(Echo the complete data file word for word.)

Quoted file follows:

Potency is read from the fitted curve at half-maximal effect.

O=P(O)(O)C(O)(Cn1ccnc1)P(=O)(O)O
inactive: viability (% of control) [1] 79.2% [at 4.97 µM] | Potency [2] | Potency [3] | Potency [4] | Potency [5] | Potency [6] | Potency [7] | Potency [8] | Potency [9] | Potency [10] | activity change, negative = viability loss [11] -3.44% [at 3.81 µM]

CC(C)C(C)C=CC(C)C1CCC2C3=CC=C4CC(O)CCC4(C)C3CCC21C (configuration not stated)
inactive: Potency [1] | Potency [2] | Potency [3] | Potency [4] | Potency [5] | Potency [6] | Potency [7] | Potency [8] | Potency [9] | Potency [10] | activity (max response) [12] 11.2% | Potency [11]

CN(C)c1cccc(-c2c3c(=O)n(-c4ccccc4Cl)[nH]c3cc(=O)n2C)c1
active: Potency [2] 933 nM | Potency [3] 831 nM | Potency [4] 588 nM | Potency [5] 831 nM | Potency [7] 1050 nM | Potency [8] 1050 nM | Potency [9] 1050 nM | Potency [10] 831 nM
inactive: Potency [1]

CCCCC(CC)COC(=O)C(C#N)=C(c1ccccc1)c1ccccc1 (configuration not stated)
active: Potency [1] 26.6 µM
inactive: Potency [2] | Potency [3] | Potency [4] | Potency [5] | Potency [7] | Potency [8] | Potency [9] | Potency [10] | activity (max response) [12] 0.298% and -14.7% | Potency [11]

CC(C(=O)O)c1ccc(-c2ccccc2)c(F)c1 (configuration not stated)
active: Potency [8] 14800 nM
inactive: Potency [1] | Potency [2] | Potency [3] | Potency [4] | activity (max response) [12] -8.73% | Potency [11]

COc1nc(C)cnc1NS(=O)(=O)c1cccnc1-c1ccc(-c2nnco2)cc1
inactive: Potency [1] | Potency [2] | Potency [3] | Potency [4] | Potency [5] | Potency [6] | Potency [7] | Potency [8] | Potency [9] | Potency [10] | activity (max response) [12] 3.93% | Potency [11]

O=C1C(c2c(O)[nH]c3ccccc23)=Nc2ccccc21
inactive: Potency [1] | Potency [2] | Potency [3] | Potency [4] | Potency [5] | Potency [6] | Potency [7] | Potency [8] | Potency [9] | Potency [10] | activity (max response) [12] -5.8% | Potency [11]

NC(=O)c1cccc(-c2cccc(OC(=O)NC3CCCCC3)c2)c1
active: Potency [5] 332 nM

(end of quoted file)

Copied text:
Potency is read from the fitted curve at half-maximal effect.

O=P(O)(O)C(O)(Cn1ccnc1)P(=O)(O)O
inactive: viability (% of control) [1] 79.2% [at 4.97 µM] | Potency [2] | Potency [3] | Potency [4] | Potency [5] | Potency [6] | Potency [7] | Potency [8] | Potency [9] | Potency [10] | activity change, negative = viability loss [11] -3.44% [at 3.81 µM]

CC(C)C(C)C=CC(C)C1CCC2C3=CC=C4CC(O)CCC4(C)C3CCC21C (configuration not stated)
inactive: Potency [1] | Potency [2] | Potency [3] | Potency [4] | Potency [5] | Potency [6] | Potency [7] | Potency [8] | Potency [9] | Potency [10] | activity (max response) [12] 11.2% | Potency [11]

CN(C)c1cccc(-c2c3c(=O)n(-c4ccccc4Cl)[nH]c3cc(=O)n2C)c1
active: Potency [2] 933 nM | Potency [3] 831 nM | Potency [4] 588 nM | Potency [5] 831 nM | Potency [7] 1050 nM | Potency [8] 1050 nM | Potency [9] 1050 nM | Potency [10] 831 nM
inactive: Potency [1]

CCCCC(CC)COC(=O)C(C#N)=C(c1ccccc1)c1ccccc1 (configuration not stated)
active: Potency [1] 26.6 µM
inactive: Potency [2] | Potency [3] | Potency [4] | Potency [5] | Potency [7] | Potency [8] | Potency [9] | Potency [10] | activity (max response) [12] 0.298% and -14.7% | Potency [11]

CC(C(=O)O)c1ccc(-c2ccccc2)c(F)c1 (configuration not stated)
active: Potency [8] 14800 nM
inactive: Potency [1] | Potency [2] | Potency [3] | Potency [4] | activity (max response) [12] -8.73% | Potency [11]

COc1nc(C)cnc1NS(=O)(=O)c1cccnc1-c1ccc(-c2nnco2)cc1
inactive: Potency [1] | Potency [2] | Potency [3] | Potency [4] | Potency [5] | Potency [6] | Potency [7] | Potency [8] | Potency [9] | Potency [10] | activity (max response) [12] 3.93% | Potency [11]

O=C1C(c2c(O)[nH]c3ccccc23)=Nc2ccccc21
inactive: Potency [1] | Potency [2] | Potency [3] | Potency [4] | Potency [5] | Potency [6] | Potency [7] | Potency [8] | Potency [9] | Potency [10] | activity (max response) [12] -5.8% | Potency [11]

NC(=O)c1cccc(-c2cccc(OC(=O)NC3CCCCC3)c2)c1
active: Potency [5] 332 nM